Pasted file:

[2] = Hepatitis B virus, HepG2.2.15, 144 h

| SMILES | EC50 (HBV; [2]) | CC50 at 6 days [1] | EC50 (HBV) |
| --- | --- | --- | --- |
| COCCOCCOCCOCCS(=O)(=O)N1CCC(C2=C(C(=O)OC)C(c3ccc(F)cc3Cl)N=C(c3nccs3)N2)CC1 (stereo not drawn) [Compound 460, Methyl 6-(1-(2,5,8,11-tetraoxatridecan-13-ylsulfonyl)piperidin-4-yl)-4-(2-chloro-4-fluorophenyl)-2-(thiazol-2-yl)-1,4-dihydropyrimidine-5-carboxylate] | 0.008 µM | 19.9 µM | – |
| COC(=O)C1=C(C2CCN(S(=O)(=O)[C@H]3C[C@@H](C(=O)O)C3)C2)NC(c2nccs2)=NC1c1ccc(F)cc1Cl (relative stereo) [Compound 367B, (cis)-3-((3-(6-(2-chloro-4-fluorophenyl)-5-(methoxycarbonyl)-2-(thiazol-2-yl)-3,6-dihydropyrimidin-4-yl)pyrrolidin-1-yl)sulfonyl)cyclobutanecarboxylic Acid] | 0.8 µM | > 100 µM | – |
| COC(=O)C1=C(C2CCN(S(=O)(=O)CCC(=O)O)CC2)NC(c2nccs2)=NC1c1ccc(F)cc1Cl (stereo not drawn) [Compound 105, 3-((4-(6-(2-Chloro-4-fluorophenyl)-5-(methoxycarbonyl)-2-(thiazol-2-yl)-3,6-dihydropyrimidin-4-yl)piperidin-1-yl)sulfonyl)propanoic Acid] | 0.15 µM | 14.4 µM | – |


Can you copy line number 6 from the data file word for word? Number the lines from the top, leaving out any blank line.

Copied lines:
| COC(=O)C1=C(C2CCN(S(=O)(=O)CCC(=O)O)CC2)NC(c2nccs2)=NC1c1ccc(F)cc1Cl (stereo not drawn) [Compound 105, 3-((4-(6-(2-Chloro-4-fluorophenyl)-5-(methoxycarbonyl)-2-(thiazol-2-yl)-3,6-dihydropyrimidin-4-yl)piperidin-1-yl)sulfonyl)propanoic Acid] | 0.15 µM | 14.4 µM | – |